The tomb of Sigismondo Malatesta, "The Wolf of Rimini." Photo by Marina Pascucci

The tomb of Sigismondo Malatesta, “The Wolf of Rimini.” Photo by Marina Pascucci


The beauty of off-season traveling in Italy is it doesn’t matter how many places have closed. You only need one hotel room; you only need one restaurant table.

And Italy’s food has no off season.

Every region that you travel, no matter when you go, a different cuisine awaits you. In Emilia-Romagna you don’t need beaches or nightclubs or museums. Just eat. Behind Sicily it’s my favorite food region in Italy. And its antipasti is No. 1. The Parma ham served so lean and the parmesan cheese you eat like bonbons are absolute musts before every meal. Also from Emilia-Romagna comes ragu, the famous meat sauce flavored with white wine, tomato, oregano and pork belly.

Our first dining stop was Osteria Borgo Marina, a small, simple diner run by an Albanian woman who has lived here for years. Borgo Marina is famous for its mixed antipasti plate and we started with a big serving of pecorino romano cheese, salami, prosciutto and a warm basket of bread. I’d been salivating over ragu since we left Rome. Her tagliatelle ragu didn’t disappoint, a fantastic meaty sauce over those long, wide homemade noodles. Marina had the best breaded calamari of her life, a life spent entirely in Italy.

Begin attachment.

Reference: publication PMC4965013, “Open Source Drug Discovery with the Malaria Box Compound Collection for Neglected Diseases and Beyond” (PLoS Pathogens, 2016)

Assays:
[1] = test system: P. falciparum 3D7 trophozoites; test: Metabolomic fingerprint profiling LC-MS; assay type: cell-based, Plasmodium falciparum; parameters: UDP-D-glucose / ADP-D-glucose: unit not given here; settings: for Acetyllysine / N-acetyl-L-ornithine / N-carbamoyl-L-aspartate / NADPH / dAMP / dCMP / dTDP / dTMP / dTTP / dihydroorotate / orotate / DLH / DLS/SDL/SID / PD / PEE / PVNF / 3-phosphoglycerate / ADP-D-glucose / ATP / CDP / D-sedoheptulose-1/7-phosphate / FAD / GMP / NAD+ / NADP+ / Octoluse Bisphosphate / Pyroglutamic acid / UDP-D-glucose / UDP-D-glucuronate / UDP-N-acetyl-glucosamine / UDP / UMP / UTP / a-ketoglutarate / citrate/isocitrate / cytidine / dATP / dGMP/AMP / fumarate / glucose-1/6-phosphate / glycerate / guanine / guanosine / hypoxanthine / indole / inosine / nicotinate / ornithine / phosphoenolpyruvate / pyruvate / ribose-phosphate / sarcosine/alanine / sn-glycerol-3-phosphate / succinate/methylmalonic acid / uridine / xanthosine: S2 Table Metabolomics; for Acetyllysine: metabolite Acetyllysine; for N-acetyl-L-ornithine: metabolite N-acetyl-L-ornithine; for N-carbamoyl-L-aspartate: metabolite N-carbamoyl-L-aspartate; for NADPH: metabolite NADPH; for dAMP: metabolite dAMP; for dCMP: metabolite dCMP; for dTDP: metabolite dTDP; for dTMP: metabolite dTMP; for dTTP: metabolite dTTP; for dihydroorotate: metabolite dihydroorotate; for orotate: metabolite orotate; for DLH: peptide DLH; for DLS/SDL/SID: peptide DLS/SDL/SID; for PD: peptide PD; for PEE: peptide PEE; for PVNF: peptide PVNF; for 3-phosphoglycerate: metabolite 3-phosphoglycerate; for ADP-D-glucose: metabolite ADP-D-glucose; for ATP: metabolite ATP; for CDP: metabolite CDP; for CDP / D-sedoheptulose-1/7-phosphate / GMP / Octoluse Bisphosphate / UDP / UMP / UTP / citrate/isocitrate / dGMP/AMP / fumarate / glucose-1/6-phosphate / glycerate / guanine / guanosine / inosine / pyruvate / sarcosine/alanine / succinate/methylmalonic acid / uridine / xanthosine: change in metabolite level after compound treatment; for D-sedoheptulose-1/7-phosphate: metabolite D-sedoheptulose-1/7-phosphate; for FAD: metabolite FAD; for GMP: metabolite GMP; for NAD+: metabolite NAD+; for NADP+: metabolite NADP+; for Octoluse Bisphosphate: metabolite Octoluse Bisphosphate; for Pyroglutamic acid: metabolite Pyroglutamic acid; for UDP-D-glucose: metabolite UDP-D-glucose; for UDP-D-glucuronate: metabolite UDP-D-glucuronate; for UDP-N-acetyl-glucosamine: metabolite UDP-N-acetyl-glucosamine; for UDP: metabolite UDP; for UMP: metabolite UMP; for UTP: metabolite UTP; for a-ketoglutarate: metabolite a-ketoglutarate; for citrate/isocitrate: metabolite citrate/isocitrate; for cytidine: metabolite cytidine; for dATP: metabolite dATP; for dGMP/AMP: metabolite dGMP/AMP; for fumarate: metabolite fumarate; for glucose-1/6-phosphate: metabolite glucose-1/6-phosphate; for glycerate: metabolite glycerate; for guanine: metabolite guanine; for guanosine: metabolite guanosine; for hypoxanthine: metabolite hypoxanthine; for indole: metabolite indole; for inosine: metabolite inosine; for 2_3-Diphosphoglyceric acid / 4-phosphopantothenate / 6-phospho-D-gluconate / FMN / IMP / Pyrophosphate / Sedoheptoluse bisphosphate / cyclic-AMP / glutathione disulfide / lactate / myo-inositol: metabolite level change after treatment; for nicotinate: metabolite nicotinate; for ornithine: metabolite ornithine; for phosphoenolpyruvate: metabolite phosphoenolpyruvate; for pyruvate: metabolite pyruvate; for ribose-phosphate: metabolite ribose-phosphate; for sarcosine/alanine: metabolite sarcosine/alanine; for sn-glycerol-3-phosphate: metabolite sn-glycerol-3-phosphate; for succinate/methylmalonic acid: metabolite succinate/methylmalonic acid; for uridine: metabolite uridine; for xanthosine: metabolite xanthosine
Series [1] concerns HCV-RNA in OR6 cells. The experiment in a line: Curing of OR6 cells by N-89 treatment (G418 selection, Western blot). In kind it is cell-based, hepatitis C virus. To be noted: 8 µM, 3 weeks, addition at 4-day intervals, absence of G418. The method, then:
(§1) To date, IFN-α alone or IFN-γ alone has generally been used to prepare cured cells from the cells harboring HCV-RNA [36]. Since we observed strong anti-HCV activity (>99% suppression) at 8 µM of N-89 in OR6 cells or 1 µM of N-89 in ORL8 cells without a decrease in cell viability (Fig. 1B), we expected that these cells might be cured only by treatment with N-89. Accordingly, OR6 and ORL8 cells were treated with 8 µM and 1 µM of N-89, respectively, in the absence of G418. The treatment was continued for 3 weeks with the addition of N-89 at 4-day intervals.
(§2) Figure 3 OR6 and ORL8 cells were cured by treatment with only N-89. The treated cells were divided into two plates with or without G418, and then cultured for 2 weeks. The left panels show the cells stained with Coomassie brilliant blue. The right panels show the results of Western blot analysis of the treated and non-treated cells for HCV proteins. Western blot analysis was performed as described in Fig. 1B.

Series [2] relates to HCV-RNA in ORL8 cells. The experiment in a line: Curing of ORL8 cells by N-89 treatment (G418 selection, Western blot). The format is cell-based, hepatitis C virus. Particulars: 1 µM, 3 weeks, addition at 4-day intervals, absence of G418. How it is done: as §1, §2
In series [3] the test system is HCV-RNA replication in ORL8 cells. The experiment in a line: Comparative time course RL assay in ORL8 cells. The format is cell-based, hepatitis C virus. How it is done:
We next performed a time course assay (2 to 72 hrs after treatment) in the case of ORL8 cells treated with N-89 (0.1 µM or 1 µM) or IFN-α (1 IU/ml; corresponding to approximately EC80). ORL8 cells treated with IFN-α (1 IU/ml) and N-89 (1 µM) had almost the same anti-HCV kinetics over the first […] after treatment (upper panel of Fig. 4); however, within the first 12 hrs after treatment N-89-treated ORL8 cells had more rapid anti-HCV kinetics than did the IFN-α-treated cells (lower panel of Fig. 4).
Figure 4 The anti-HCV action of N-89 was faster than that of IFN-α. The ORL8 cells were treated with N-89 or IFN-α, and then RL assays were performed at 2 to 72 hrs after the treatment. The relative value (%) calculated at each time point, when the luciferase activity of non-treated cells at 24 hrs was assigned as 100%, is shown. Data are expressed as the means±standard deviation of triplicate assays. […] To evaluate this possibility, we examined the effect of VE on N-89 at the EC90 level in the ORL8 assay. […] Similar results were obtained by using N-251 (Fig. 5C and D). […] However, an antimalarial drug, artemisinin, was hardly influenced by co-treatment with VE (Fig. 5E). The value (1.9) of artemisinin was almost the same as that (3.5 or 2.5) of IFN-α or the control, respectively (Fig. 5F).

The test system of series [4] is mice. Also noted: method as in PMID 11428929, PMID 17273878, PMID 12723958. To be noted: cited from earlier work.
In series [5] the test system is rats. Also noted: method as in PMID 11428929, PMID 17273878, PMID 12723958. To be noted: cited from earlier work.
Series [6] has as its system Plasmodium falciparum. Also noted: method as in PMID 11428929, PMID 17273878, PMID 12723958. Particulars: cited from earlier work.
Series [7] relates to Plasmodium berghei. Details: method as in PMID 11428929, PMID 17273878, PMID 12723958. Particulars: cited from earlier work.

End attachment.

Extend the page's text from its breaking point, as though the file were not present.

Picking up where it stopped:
Rimini specifically is the birthplace of the piadina, a sandwich made of flatbread cut open and filled with anything from meat to fish to vegetables. The best piadini joint in Rimini is Nud e Crud, just over the Ponte di Tiberio in the borgo. We walked in to a jam-packed enclosed outdoor seating area where two harried waiters seated us in the crowded corner. The menu features 32 different piadinas, everything from salsiccia rucole e formaggio fuso (sausage, arugula and cooked cheese) for 6.50 to fillet di cefelo (a local fish) for 10.90. I had the crudo e squacquerone, raw prosciutto with a white, gooey cheese that tasted like a five-star ham and cheese sandwich. We sat next to the only four tourists we saw all weekend: a young couple from Sicily and a middle-aged, well-heeled couple from Venice.

At Ca' Nostra in Cesanatico.

At Ca’ Nostra in Cesanatico.